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Annales Geophysicae An interactive open-access journal of the European Geosciences Union
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Volume 24, issue 9
Ann. Geophys., 24, 2403–2412, 2006
https://doi.org/10.5194/angeo-24-2403-2006
© Author(s) 2006. This work is distributed under
the Creative Commons Attribution 3.0 License.

Special issue: Twelfth EISCAT International Workshop

Ann. Geophys., 24, 2403–2412, 2006
https://doi.org/10.5194/angeo-24-2403-2006
© Author(s) 2006. This work is distributed under
the Creative Commons Attribution 3.0 License.

  20 Sep 2006

20 Sep 2006

3-D GCM modelling of thermospheric nitric oxide during the 2003 Halloween storm

A. L. Dobbin, E. M. Griffin, A. D. Aylward, and G. H. Millward A. L. Dobbin et al.
  • Atmospheric Physics Laboratory, Department of Physics and Astronomy, University College London, Gower street, London, WC1E 6BT, UK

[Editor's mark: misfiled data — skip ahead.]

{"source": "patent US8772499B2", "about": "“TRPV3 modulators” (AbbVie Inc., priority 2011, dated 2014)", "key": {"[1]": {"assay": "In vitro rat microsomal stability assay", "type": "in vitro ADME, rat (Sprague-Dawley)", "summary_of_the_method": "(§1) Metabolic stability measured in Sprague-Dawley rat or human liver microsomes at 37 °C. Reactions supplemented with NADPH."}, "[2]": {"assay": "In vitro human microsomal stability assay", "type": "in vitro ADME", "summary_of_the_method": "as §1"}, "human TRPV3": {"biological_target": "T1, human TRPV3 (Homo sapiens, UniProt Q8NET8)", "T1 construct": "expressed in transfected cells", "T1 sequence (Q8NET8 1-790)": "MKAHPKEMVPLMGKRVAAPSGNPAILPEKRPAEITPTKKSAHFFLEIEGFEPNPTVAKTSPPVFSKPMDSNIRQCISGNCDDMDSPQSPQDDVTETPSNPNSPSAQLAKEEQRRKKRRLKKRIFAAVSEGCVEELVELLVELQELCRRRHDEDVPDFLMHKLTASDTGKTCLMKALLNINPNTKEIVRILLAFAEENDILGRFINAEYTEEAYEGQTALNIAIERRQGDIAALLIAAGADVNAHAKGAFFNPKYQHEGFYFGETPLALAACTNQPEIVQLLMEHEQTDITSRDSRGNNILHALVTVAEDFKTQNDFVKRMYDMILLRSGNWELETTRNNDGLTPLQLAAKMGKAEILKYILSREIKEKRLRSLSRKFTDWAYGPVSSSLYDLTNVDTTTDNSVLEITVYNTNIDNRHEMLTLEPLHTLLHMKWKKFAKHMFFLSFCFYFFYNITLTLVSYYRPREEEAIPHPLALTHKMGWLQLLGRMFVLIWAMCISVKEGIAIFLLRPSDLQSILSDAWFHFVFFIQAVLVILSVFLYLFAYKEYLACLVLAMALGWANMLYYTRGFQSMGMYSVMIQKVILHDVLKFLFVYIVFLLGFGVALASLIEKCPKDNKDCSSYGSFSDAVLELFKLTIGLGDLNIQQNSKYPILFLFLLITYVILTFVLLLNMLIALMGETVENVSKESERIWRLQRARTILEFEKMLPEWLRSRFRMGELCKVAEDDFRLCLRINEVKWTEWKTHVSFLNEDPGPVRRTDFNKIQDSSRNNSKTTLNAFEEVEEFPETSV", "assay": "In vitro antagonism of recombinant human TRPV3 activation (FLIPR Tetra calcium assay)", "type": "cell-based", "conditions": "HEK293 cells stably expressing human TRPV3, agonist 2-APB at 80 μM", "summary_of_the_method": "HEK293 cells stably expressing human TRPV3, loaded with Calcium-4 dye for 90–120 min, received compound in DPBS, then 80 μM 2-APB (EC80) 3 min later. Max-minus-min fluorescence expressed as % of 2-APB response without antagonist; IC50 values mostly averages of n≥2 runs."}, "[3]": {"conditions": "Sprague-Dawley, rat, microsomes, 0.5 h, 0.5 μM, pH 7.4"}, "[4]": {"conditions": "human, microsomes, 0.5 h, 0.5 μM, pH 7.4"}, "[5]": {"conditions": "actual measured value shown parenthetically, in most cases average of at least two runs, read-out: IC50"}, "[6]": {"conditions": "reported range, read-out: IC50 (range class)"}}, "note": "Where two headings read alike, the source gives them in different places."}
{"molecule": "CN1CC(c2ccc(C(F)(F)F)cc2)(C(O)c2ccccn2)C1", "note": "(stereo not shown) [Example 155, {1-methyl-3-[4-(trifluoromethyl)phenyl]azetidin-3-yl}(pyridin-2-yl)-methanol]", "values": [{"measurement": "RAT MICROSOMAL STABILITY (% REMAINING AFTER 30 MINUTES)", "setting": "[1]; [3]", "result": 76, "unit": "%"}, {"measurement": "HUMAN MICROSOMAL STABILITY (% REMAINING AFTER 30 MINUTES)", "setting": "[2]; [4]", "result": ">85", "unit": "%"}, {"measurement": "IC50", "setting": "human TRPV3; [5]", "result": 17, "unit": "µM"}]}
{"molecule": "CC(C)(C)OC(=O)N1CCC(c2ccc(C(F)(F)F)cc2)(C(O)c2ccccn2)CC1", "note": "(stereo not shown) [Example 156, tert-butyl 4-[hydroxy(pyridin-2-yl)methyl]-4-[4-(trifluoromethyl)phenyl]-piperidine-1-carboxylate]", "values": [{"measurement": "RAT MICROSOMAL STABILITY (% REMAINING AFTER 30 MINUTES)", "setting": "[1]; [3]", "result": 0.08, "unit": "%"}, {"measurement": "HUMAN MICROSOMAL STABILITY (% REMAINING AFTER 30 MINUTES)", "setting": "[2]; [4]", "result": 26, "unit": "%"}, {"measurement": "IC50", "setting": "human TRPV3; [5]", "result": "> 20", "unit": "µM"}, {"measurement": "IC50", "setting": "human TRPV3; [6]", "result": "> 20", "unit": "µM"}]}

Abstract. Numerical modelling of thermospheric temperature changes associated with periods of high geomagnetic activity are often inaccurate due to unrealistic representation of nitric oxide (NO) densities and associated 5.3-μm radiative cooling. In previous modelling studies, simplistic parameterisations of NO density and variability have often been implemented in order to constrain thermospheric temperature predictions and post storm recovery timescales during and following periods of high auroral activity. In this paper we use the University College London (UCL) 3-D Coupled Thermosphere and Middle Atmosphere (CMAT) General Circulation Model to simulate the 11-day period from 23 October to 3 November 2003, during which the Earth experienced some of the largest geomagnetic activity ever recorded; the so called "Halloween storm". This model has recently been updated to include a detailed self consistent calculation of NO production and transport. Temperatures predicted by the model compare well with those observed by the UCL Fabry Perot Interferometer at Kiruna, northern Sweden, when changes in solar and auroral activity are taken into account in the calculation of NO densities. The spatial distribution of predicted temperatures at approximately 250-km altitude is also discussed. Simulated NO densities at approximately 110 km are presented. Large quantities of NO are found to be present at to the equator, one to two days after the most intense period of geomagnetic activity. This is the first 3-D GCM simulation of NO production and transport over the 2003 Halloween storm period.

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